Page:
Quebec History Marianopolis College

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L’Encyclopédie de l’histoire du Québec / The Quebec History Encyclopedia


Canoes and Boats of the Amerindians



[This text was originally published in 1907 by the Bureau of American Ethnology as part of its Handbook of American Indians North of Mexico . It was later reproduced, in 1913, by the Geographic Board of Canada. The work done by the American Bureau was monumental, well informed and incorporated the most advanced scholarship available at the time. In many respects, the information is still useful today, although prudence should be exercised and the reader should consult some of the contemporary texts on the history and the anthropology of the North American Indians suggested in the bibliographic introduction to this section. The articles were not completely devoid of the paternalism and the prejudices prevalent at the time. While some of the terminology used would not pass the test of our "politically correct" era, most terms have been left unchanged by the editor. If a change in the original text has been effected it will be found between brackets [.] The original work contained long bibliographies that have not been reproduced for this web edition. For the full citation, see the end of the text.]


[For further information consult the page at the Encyclopedia of North American Indians ]



Under this general term are included various kinds of water-craft used throughout North America wherever waters favoured. The [Inuit] have two forms - the man's boat ( kaiak, Russian baidarka ) and the woman's boat ( umiak, Russian baidarra ) - made by stretching a covering of seal hide over a framework of whale ribs or of driftwood. The umiak, or woman's boat, is an open scow with little modification of bow and stern, propelled with large oars and a sail made of intestines; but the man's boat is one of the most effective devices for water travel in the world. The man sits in a small hatch, and, in the lighter forms, when his water-tight jacket is lashed to the gunwale he is practically shut in, so that though the water may pass entirely over him, scarcely a drop enters the craft. He moves himself through the water by means of a paddle, in most cases a double one.


Immediately in touch with the skin-boat countries all around the Arctic , from Labrador to Kodiak in Alaska and southward to the line of the white birch, eastward of the Rocky mts., and including the country of the Great lakes , existed the birch-bark canoe. With framework of light spruce wood, the covering or sheathing of bits of tough bark sewed together and made water-tight by means of melted pitch, these boats are interesting subjects of study, as the exigencies of travel and portage, the quality of the material, and traditional ideas produce different forms in different areas. Near the mouth of the Yukon , where the water is sometimes turbulent, the canoe is pointed at both ends and partly decked over. On the E. side of Canada the bow and the stern of the canoe are greatly rounded up. A curious form has been reported by travellers among the Beothuk of Newfoundland. On the Kootenay, and all over the plateaus of British Columbia and N. Washington , the Asiatic form, monitor-shaped, pointed at either end under the water, is made from pine bark instead of birch bark.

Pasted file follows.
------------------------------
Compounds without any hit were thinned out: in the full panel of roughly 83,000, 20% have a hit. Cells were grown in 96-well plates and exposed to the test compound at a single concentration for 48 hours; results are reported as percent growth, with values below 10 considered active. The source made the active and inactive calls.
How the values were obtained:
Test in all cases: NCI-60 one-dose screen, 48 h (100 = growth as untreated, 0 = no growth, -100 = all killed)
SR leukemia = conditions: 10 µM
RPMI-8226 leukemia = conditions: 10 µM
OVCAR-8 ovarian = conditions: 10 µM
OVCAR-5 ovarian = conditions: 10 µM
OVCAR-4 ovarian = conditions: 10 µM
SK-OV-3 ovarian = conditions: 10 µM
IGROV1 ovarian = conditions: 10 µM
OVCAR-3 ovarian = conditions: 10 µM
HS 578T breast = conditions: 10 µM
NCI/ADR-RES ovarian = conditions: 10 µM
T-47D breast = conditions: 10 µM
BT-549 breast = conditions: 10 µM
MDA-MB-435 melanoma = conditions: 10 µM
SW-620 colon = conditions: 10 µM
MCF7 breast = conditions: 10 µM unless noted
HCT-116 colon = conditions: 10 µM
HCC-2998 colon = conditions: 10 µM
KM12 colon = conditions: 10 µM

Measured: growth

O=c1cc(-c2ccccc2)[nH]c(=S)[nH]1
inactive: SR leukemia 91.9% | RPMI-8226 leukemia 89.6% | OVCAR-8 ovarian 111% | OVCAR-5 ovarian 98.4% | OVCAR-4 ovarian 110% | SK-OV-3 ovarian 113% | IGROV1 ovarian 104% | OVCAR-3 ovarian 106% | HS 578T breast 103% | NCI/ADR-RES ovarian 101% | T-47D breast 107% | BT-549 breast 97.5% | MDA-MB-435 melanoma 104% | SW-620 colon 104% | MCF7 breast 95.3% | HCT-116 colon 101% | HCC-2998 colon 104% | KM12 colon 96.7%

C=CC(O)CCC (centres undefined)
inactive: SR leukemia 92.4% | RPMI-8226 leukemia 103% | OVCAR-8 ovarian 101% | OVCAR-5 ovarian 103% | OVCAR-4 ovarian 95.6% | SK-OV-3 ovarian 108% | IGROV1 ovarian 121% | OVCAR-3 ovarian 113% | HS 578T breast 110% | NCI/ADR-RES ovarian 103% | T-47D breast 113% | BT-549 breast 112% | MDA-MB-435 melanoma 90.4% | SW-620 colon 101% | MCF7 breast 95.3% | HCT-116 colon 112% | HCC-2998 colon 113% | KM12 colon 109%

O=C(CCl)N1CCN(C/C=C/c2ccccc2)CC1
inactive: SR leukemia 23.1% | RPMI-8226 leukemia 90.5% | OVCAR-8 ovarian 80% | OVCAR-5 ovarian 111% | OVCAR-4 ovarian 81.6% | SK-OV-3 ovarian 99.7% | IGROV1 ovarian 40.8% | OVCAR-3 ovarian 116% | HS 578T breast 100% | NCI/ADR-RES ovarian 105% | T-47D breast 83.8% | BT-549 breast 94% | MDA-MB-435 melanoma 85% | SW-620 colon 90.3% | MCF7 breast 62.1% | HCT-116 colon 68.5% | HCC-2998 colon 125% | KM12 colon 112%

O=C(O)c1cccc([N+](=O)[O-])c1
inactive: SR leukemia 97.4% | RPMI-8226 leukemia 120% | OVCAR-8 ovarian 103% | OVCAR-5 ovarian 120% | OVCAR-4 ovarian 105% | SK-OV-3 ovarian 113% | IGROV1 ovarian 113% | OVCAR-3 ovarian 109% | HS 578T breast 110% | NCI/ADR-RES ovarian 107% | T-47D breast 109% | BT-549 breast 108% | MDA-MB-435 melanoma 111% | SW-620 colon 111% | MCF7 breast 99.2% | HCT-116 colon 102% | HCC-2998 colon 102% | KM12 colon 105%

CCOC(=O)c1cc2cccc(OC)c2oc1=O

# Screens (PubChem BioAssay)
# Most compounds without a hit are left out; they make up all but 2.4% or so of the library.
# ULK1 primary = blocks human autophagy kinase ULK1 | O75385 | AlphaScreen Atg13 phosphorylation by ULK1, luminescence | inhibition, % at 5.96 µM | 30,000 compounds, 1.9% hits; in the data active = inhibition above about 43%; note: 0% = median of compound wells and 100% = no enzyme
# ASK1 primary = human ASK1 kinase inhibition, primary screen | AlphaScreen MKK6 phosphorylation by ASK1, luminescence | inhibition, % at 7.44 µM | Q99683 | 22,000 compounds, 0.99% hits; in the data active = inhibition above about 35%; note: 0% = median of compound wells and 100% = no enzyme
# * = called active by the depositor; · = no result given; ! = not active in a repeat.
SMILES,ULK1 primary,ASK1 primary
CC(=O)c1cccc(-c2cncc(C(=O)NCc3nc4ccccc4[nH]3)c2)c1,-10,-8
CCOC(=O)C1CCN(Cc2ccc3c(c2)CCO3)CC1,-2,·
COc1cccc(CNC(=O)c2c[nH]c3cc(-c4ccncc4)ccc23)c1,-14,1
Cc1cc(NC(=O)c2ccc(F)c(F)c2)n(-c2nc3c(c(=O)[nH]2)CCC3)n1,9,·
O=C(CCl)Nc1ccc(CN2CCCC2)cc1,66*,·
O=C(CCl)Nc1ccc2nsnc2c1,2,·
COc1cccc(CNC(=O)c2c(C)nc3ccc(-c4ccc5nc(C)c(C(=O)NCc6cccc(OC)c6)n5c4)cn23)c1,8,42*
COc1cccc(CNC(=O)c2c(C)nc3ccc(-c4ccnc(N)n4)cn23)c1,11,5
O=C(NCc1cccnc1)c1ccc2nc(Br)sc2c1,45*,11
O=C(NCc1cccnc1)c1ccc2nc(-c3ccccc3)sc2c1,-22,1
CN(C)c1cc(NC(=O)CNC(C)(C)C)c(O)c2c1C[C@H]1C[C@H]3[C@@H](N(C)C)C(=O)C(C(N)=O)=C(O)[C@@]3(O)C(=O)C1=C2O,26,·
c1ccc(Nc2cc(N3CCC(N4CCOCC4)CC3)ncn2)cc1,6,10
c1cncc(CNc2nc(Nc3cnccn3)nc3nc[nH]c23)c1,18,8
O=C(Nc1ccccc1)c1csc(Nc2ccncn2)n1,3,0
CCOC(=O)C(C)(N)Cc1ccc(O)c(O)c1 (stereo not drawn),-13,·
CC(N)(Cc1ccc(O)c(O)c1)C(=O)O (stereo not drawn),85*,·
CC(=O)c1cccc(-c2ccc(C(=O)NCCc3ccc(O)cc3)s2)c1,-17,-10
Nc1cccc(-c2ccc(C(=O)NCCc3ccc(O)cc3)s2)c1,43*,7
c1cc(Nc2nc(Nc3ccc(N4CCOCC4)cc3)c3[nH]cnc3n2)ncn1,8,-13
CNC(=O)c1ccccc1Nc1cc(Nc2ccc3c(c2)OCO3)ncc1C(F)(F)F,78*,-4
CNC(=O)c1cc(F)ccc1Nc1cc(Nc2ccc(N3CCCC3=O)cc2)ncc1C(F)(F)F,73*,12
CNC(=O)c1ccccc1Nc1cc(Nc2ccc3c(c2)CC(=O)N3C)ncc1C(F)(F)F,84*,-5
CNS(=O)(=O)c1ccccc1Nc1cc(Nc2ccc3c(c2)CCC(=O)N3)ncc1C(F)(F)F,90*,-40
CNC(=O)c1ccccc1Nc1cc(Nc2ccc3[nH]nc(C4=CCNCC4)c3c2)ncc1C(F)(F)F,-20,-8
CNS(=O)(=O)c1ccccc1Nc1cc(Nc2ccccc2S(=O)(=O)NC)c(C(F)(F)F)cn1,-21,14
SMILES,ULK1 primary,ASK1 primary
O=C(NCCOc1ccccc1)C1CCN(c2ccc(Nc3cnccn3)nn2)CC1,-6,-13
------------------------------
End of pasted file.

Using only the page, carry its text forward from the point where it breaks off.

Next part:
From the N. boundary of the United States , at least from the streams emptying into the St. Lawrence southward along the Atlantic slope, dugout canoes, or pirogues, were the instruments of navigation. On the Missouri r. and elsewhere a small tub-shaped craft of willow frame covered with rawhide, with no division of bow or stern, locally known as the bull-boat, was used by Sioux, Mandan, Arikara, and Hidatsa women for carrying their goods down or across the rivers. It was so light that when one was emptied a woman could take it on her back and make her way across the land. On the w. coast, from mt. St. Elias southward to Eel r., Cal., excellent dugout canoes were made from giant cedar and other light woods, some of them nearly 100 ft. long. The multitude of islands off the N. coast rendered it possible for the natives to pass from one to the other, and thus they were induced to invent sea-going canoes of fine quality, Here also from tribe to tribe the forms differ somewhat as to the shape of the bow and stern and the ornamentation. On the California coast and navigable streams N. of Cape Mendocino, well-made wooden dugout canoes were used; wooden canoes, made chiefly of planks lashed together and caulked, were used in the Santa Barbara Id, region; both were important elements in influencing the culture of the people of these sections. Everywhere else in California, barring the occasional use of corracles and rafts of logs, transportation by water was conducted by means of balsas, consisting of rushes tied in bundles, generally, if not always, with more or less approximation to a boat of cigar shape. In certain spots in California, as on Clear lake among the Pomo and Tulare lake among the Yokuts, these tule balsas were important factors in native life; elsewhere in the state much less so (Kroeber). On the lower Rio Colorado and in S. central California the Indians made immense corracle-like baskets, called by the Spaniards caritas, which were coated with bitumen or other waterproofing and used for fording the streams, laden with both passengers and merchandise.


Source: James WHITE, ed., Handbook of Indians of Canada , Published as an Appendix to the Tenth Report of the Geographic Board of Canada , Ottawa , 1913, 632p., pp. 65-66.

© 2004 Claude Bélanger, Marianopolis College